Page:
Immerse Yourself in Another Dimension at VR World in Midtown

Looking to earn some cool-mom (or dad) cred with your teen or tween? Take them to VR World in Midtown Manhattan for an out-of-this world experience.

Whether you choose to fly like an eagle through the skies of Paris or hunt ghosts in an abandoned castle in the south of France, you've surely never experienced an afternoon like this in the shadow of the Empire State Building.

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Located just across Fifth Avenue from the iconic skyscraper, VR World first opened to the public in the summer of 2017. With more than 50 virtual reality experiences on tap at any one time, the site became known as the "largest virtual reality center on this side of the planet" and drew thousands of guests. Because of this success, VR World recently expanded, moving to a larger, three-floor, 12,000 square foot space just three doors down from its original location.

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More than 50 VR experiences are on offer, so there's something for tweens and grown-ups.

Designed by Mark Foster Gage of the award-winning MFGA Architects, the new space features a 30-foot-tall futuristic abstract sculpture named Hypercube  which is illuminated by sophisticated projection software that continuously morphs the staircase into an ever-changing array of fractal landscapes. On the day of my visit it was depicted as a set of melting ice blocks.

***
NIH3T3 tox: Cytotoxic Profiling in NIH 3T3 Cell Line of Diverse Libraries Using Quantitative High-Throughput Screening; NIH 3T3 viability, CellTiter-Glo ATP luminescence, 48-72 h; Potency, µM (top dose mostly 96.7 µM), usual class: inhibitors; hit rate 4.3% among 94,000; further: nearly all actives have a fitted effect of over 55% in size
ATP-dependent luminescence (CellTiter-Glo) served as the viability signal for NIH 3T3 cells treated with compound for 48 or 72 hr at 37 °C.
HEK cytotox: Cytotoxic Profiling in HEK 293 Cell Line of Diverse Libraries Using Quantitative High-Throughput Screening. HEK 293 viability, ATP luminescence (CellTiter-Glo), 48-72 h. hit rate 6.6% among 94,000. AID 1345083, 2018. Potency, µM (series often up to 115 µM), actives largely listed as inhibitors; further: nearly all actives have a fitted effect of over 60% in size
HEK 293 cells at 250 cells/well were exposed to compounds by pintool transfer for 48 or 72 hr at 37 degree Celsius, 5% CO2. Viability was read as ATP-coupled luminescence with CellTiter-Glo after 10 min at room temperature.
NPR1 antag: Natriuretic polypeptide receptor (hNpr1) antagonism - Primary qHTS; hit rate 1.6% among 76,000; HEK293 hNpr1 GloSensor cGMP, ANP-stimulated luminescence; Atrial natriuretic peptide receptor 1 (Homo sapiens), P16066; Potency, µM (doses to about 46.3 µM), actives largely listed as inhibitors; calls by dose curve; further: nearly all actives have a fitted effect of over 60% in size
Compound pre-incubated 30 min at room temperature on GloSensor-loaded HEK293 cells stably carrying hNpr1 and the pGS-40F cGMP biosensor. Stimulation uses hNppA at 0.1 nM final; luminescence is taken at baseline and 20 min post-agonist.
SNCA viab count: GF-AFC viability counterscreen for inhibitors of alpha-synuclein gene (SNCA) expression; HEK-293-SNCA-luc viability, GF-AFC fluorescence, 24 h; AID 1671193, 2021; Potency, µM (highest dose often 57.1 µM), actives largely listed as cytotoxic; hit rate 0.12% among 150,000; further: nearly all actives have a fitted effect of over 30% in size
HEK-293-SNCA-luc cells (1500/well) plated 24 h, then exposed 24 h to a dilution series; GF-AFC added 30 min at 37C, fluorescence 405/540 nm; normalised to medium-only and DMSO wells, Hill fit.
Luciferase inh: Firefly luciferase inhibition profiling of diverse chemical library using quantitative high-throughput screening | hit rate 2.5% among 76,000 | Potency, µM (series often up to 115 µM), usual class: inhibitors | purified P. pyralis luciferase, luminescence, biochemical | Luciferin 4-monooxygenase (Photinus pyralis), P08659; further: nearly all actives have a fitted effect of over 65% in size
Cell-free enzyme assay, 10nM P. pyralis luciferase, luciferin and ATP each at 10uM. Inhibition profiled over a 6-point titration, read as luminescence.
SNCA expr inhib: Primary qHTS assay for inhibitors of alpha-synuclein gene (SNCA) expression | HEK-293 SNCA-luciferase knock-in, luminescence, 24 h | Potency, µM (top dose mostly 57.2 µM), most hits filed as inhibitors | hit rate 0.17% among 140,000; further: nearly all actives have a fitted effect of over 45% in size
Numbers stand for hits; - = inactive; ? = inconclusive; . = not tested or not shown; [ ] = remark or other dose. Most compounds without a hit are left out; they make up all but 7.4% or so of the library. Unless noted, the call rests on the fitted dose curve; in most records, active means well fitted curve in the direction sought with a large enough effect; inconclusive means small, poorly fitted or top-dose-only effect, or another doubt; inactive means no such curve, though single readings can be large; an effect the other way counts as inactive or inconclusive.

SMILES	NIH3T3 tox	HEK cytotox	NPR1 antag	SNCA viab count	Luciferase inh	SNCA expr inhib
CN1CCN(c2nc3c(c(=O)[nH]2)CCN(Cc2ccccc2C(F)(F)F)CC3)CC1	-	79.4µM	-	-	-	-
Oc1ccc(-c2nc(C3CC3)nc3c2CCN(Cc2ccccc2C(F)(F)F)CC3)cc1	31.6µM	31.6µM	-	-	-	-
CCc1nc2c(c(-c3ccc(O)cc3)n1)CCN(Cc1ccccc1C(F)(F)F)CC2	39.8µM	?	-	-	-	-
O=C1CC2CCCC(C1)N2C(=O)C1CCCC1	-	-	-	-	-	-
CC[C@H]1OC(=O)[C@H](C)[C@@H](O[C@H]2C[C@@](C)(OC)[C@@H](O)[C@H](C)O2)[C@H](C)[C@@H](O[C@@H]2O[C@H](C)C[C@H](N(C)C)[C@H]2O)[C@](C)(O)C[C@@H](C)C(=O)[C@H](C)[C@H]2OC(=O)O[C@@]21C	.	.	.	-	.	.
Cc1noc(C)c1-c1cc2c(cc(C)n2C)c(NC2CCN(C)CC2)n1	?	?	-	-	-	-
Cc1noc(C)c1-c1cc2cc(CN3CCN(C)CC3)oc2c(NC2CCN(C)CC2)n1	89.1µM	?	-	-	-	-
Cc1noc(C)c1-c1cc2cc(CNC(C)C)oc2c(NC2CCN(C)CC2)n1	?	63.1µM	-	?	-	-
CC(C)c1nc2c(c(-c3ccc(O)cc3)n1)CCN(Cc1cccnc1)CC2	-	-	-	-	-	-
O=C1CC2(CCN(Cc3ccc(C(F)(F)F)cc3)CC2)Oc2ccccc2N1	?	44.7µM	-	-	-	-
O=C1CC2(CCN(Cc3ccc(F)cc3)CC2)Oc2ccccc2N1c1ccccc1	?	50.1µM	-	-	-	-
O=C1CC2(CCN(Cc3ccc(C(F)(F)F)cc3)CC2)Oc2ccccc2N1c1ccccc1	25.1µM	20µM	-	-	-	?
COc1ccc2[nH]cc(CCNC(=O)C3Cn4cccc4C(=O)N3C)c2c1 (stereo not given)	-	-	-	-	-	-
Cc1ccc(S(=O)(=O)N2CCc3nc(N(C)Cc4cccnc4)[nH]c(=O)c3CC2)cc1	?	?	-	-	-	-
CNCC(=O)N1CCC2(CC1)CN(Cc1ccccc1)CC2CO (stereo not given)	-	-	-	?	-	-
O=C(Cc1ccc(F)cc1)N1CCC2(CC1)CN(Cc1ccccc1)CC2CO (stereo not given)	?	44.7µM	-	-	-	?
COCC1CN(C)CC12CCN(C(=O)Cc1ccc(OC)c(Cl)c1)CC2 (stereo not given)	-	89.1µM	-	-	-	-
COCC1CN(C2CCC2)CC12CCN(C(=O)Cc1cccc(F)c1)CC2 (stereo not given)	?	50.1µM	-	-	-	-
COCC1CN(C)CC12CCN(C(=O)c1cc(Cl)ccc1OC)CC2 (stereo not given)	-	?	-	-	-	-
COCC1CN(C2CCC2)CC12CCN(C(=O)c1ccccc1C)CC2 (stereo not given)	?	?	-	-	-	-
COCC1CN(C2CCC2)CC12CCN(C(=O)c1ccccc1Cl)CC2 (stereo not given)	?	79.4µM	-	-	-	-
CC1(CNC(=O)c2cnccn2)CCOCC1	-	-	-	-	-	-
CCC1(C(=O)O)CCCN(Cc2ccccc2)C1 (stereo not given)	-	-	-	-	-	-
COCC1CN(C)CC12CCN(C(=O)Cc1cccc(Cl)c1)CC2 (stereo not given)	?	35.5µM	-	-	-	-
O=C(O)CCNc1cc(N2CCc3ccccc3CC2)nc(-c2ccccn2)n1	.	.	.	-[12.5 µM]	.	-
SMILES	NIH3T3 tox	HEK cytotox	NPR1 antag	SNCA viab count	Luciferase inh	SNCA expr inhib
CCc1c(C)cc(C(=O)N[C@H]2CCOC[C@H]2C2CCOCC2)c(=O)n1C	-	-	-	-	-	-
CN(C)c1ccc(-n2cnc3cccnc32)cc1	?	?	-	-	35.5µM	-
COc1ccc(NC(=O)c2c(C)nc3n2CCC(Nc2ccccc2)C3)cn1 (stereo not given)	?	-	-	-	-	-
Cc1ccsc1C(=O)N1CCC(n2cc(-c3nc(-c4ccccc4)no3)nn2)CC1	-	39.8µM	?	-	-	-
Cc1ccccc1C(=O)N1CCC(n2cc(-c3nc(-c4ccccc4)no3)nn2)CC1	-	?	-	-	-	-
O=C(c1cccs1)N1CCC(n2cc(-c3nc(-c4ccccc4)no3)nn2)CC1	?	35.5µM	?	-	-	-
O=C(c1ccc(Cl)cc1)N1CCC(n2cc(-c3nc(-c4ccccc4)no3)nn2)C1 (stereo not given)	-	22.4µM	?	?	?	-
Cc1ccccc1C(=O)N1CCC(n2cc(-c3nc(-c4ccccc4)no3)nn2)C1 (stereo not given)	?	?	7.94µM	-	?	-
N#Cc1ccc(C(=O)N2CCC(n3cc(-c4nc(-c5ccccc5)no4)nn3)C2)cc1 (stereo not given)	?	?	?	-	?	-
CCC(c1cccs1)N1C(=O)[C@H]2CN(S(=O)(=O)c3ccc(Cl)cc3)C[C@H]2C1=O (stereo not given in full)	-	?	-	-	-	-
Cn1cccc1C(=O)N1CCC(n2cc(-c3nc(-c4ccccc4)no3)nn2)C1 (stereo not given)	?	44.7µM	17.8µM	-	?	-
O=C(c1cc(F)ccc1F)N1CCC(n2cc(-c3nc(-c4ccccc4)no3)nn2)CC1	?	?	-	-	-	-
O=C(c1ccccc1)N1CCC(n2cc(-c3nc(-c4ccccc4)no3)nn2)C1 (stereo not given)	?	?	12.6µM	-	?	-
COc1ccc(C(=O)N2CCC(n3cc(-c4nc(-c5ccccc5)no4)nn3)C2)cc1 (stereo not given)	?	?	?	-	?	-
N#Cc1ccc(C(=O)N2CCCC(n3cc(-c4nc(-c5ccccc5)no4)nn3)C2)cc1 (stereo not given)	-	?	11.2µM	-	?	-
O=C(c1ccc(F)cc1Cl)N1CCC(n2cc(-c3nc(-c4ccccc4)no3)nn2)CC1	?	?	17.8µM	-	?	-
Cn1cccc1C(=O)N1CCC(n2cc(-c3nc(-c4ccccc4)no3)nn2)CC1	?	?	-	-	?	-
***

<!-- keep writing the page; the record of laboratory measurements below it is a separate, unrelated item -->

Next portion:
Guests can jump right in—or maybe I should say off— trying their hand at a range of headset experiences. Richie's Plank Experience, which simulates stepping onto a plank suspended 480 feet above street level, is intense, especially if you're afraid of heights. Though I knew it was a game, and knew the plank I walked was squarely on the ground, I was terrified. When I had reached the end, the attendant asked if I'd like to step off. I'm sure I looked at her with crazy eyes, which were shielded by my VR mask, and insisted there was NO WAY that was happening. 

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There's still immersive games of Fruit Ninja, several flight simulators and the typical boxing/jousting/racing equipment. But this new VR World location also offers a lot more. Arizona Sunshine Free Roam transports up to four players into the heart of a zombie apocalypse; a Cirque Du Soleil experience allows guests to step into the contemporary circus' most thrilling moments; and Tower Tag, which is featured in the front window to get the attention of passers-by, allows gamers to jump from tower to tower to evade the enemy.

An immersive movie experience is situated on the second floor, allowing guests to view 360 films and art during private events.

Sangwha Flying Jet, a compact single-rider VR attraction, provides a thrilling jet pack experience with dropping and tilting motion.

VR World's new location formerly housed a bank and the franchise is making good use of that distinction with an escape room. A real-life bank vault (equipped with a 500-pound door) is the site of Assassin's Creed: Escape the Lost Pyramid, a game that lets teams collaborate to find their way out of the pyramid of Nebka.